Salary cap economics squeezing out NHL's middle class
In this Jan. 31, 2018, file photo, Toronto Maple Leafs center Mitch Marner (16) celebrates his goal against the New York Islanders during the second period of an NHL hockey game in Toronto. (Frank Gunn/The Canadian Press via AP, File)
Stanley Cup-winning experience isn't worth what it used to be. Neither is experience of any kind.
As NHL teams move toward paying their stars more money and relying on young players to fill the gaps, hockey's middle class is being squeezed out. Veterans like 2018 Washington Capitals playoff hero Devante Smith-Pelly are finding it increasingly difficult to land guaranteed contracts and are often forced to go to training camp on professional tryout agreements, which cover potential injuries at camp and not much else.
Hockey perhaps more than any other professional sport has put a premium on veteran players over the years. Guys who have been there before, have some grey in their beards and are valued at least as much for team chemistry in the locker room as they are for what they do on the ice.
Adding the salary cap in 2005 began the process of devaluing these so-called "glue guys" because there is only so much money to go around. This year, that cap is $81.5 million for a team and there is no wiggle room -- teams are not allowed to play if they are over the limit.
"It's sad because these veteran players are monumental to the team," St. Louis Blues centre Ryan O'Reilly said. "Especially these guys that have won, too, like Devante Smith-Pelly. He's been in every situation. He's a guy that you'd want to have because he's going to help and he's been in these situations. When it comes around again, it's not going to faze him."
Smith-Pelly and Andrew MacDonald in Calgary, Troy Brouwer in Florida, Matt Read in Toronto and Drew Stafford in Minnesota are among the experienced NHL players on camp tryouts this year. Even more are settling for one-year, prove-it contracts like 2019 Cup winner Patrick Maroon (31 years old) and defenceman Kevin Shattenkirk (30) with Tampa Bay, Derick Brassard (31) with the New York Islanders, defenceman Ben Hutton (26) with Los Angeles and forward Riley Sheahan (27) with Edmonton.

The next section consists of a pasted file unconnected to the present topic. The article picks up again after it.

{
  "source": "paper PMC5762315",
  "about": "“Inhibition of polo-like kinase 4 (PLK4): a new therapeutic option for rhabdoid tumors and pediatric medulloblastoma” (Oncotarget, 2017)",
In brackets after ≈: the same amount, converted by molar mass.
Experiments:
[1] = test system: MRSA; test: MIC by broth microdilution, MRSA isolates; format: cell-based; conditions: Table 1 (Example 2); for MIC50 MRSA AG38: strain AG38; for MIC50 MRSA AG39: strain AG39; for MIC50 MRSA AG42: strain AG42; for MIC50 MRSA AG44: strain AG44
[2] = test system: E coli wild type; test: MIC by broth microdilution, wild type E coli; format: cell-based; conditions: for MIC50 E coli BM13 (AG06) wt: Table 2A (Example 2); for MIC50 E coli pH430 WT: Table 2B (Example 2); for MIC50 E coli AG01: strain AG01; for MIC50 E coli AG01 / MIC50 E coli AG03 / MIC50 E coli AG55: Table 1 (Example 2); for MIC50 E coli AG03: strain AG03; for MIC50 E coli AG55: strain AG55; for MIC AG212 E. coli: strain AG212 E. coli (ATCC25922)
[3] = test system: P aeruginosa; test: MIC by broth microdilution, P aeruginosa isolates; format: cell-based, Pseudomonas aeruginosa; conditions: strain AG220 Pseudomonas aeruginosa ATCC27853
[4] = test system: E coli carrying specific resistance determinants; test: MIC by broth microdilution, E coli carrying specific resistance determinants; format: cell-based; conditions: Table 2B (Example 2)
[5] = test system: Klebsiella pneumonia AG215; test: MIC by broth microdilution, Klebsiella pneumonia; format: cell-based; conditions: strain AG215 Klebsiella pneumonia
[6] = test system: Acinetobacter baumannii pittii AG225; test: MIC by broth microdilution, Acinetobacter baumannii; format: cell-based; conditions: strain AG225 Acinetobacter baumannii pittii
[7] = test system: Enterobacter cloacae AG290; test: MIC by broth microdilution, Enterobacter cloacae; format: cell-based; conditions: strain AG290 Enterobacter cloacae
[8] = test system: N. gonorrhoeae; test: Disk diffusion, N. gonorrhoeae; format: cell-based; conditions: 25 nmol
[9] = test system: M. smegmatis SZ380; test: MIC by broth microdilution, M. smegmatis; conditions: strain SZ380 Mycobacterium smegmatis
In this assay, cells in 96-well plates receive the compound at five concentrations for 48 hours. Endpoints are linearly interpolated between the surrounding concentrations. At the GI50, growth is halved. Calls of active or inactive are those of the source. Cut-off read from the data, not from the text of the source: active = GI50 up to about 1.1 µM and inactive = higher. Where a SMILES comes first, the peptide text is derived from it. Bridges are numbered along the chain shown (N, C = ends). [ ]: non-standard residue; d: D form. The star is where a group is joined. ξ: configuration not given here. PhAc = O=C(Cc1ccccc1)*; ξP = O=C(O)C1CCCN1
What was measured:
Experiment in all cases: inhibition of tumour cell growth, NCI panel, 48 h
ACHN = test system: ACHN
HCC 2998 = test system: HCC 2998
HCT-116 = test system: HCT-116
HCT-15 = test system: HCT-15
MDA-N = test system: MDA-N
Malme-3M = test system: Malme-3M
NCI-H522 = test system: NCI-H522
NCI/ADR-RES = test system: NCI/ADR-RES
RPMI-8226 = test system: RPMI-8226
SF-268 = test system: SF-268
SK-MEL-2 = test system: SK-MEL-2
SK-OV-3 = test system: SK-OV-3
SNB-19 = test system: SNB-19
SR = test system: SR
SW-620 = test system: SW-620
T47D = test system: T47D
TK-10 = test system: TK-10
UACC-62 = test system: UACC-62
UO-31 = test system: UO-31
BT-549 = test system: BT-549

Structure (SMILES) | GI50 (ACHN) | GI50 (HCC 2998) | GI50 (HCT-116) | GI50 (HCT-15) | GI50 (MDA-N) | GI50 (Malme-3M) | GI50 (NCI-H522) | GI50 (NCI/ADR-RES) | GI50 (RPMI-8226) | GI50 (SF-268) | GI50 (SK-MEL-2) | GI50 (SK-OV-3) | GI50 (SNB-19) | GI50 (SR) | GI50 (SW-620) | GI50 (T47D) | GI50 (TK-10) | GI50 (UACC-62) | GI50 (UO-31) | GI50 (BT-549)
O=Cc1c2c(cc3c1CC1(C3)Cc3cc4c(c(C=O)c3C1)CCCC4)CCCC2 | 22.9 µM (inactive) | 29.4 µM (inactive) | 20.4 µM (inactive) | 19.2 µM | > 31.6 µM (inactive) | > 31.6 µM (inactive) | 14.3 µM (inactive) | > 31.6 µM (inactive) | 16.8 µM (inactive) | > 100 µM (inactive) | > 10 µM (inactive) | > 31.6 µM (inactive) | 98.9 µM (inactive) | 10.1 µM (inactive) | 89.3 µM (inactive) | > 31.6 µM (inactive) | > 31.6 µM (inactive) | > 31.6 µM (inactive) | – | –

Shattenkirk went from making $7 million last season with the Rangers to a one-year contract worth $1.75 million.
"There's something for me to prove," Shattenkirk said. "I think I have a huge chip on my shoulder right now."
This is all related to how the salary cap is managed.
Across the league, there are 32 players who chew up 10% or more of his team's $81.5 million salary-cap space -- with more potentially on the way when Colorado's Mikko Rantanen and Winnipeg's Patrick Laine sign deals. For example, Connor McDavid accounts for over 15% of Edmonton's cap space.
It is a trend that shows the value of elite talent but it means there is less money to go around for complementary players who are not on entry-level contracts. A handful of players also have expressed concern that restricted free agents are making more out of their entry-level contracts than ever before, further scrambling available money for support players.
"Teams, they want to take a shot on a young guy that has got an upside they see," O'Reilly said. "It's tough because there's so many good players out there that aren't getting jobs because of it."
Chicago's Jonathan Toews, 31, and Patrick Kane, 30, eat up almost 26% of the Blackhawks' cap space. They combined to win the Stanley Cup three times, but their deals and rich ones given to defencemen Duncan Keith and Brent Seabrook tend to be blamed for a lack of depth in Chicago, which has missed the playoffs the past two seasons.
Toews said he understands the economics of the league aren't getting any easier for players as they get older.
"It's tough," Toews said. "It just goes to show you can't take anything for granted, even though you've been in the league or you're a proven player at this level. You start getting into your 30s ... you realize that the league's only going to get younger, it's only going to get stronger, it's only going to get better."
It's not just older players, either. Smith-Pelly is 27, Joe Morrow is 26 and trying to make the Rangers and fellow defenceman Alex Petrovic is 27 as a long shot to get a contract with Boston.
Grinding forward Garnet Hathaway played the past two seasons on one-year deals in Calgary making under $1 million each year. He went into free agency a bit nervous but was able to land a four-year, $6 million contract and some security with the Capitals, who also signed Brendan Leipsic to a one-year deal and Richard Panik for four years after each player had bounced around the league.
"Contracts are hard to come by in this league," Hathaway said. "It's such a competitive league. Guys I know personally that have gone through it, they're some of the most competitive guys. It's guys who have played in this league a long time and have great careers. You wish them the best of luck, but it's competitive."